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Eleven plasma proteins as indicators of protein nutritional status in very low birth weight infants

Eleven plasma proteins as indicators of protein nutritional status in very low birth weight infants

Pediatrics 86(6): 916-921

Concentrations of 11 plasma proteins were measured in 28 healthy, growing, very low birth weight, appropriate-for-gestational-age infants fed varying levels of human milk protein intake (range 1.7 to 3.9 g/kg per day). Significant positive correlations were found between mean protein intake and concentrations of 7 of the plasma proteins studied (transthyretin, retinol-binding protein, and transferrin: P less than .001; vitamin D-binding protein and apolipoprotein B: P less than .01; albumin and apolipoprotein A I: P less than .05). A weak negative correlation with mean protein intake was seen for the plasma level of orosomucoid, whereas no significant correlations were found for the plasma concentrations of fibronectin and alpha 1-antichymotrypsin. Protein intake, not energy intake, constituted the main contribution to the changes in the concentrations of transthyretin, retinol-binding protein, and transferrin. The levels of plasma transthyretin and transferrin were also strongly correlated with weight and length growth of the infants during the study as well as with other indicators of protein nutritional status such as preprandial concentrations of plasma amino acids and serum and urine urea. These data indicate that of the 11 plasma proteins studied, transthyretin, transferrin, and retinol-binding protein are the most suitable to evaluate protein nutritional status in very low birth weight infants.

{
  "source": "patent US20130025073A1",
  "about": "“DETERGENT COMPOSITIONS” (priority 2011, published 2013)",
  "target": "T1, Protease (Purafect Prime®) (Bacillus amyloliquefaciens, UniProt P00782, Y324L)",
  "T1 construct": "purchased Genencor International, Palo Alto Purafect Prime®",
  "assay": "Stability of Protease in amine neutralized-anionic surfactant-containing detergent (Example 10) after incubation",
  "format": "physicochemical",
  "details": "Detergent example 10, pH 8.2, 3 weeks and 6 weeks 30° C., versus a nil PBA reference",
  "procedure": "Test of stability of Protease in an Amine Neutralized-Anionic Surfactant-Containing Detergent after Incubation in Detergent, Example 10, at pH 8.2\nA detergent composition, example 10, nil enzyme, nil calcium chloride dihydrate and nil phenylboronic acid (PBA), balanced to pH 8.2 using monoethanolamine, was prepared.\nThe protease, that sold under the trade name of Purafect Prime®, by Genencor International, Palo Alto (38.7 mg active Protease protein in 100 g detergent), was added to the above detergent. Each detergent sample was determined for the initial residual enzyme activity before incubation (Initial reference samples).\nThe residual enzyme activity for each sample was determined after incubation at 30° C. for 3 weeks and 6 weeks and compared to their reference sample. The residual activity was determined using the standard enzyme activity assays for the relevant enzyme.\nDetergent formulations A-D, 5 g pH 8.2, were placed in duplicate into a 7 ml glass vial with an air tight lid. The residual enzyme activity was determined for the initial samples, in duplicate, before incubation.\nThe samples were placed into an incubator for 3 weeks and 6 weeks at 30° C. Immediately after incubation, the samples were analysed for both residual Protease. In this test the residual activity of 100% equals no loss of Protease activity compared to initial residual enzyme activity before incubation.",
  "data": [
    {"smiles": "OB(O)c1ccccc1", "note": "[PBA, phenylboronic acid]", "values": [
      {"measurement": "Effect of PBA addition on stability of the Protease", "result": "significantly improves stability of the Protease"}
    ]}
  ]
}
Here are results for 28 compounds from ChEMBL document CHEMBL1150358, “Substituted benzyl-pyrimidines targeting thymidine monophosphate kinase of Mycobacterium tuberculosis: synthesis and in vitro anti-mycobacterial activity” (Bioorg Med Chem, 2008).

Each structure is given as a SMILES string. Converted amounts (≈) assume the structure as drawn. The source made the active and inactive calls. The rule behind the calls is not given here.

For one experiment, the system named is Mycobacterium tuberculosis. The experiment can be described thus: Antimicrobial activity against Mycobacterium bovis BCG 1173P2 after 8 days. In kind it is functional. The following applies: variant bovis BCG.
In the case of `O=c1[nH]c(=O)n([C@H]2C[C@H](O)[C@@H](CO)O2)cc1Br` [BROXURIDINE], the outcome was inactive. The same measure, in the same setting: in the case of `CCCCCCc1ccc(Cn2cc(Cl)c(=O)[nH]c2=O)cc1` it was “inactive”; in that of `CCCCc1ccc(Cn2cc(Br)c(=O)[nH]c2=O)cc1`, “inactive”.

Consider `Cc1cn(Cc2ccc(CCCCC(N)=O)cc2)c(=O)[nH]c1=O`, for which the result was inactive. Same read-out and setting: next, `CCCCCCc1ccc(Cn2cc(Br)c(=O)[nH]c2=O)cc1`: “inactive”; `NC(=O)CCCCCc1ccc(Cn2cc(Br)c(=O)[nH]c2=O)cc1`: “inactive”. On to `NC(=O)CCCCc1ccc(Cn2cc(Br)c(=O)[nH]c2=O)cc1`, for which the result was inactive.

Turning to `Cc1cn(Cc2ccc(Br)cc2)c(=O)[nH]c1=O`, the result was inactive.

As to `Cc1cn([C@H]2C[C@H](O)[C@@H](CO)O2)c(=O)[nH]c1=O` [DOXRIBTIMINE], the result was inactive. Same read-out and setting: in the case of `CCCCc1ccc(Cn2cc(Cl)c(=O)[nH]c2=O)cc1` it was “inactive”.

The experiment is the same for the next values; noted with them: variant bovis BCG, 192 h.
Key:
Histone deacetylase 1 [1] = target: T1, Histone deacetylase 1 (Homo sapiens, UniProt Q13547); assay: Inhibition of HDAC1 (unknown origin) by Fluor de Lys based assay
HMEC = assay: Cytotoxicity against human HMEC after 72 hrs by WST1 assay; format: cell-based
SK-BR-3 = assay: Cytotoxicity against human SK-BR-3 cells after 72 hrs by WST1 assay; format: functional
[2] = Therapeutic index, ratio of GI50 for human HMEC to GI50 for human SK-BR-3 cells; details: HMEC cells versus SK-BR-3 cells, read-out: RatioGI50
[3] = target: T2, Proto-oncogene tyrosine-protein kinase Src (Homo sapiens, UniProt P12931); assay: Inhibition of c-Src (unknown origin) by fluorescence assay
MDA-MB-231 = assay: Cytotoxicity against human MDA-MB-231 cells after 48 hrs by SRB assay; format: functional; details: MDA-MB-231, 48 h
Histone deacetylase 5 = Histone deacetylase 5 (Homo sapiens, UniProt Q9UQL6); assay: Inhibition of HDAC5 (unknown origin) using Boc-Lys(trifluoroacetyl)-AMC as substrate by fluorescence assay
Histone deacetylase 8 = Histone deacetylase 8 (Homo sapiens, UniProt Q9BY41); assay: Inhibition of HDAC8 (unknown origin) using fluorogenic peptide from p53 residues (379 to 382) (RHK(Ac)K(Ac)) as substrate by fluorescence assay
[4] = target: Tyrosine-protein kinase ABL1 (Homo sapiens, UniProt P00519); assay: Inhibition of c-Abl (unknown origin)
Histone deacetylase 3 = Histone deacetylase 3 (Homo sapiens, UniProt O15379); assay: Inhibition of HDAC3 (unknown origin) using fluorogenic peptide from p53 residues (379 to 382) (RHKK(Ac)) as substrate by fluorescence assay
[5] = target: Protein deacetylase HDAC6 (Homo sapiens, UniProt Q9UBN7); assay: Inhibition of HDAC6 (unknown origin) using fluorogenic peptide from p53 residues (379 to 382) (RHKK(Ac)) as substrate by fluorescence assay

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Accession: 002095450

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PMID: 2251030

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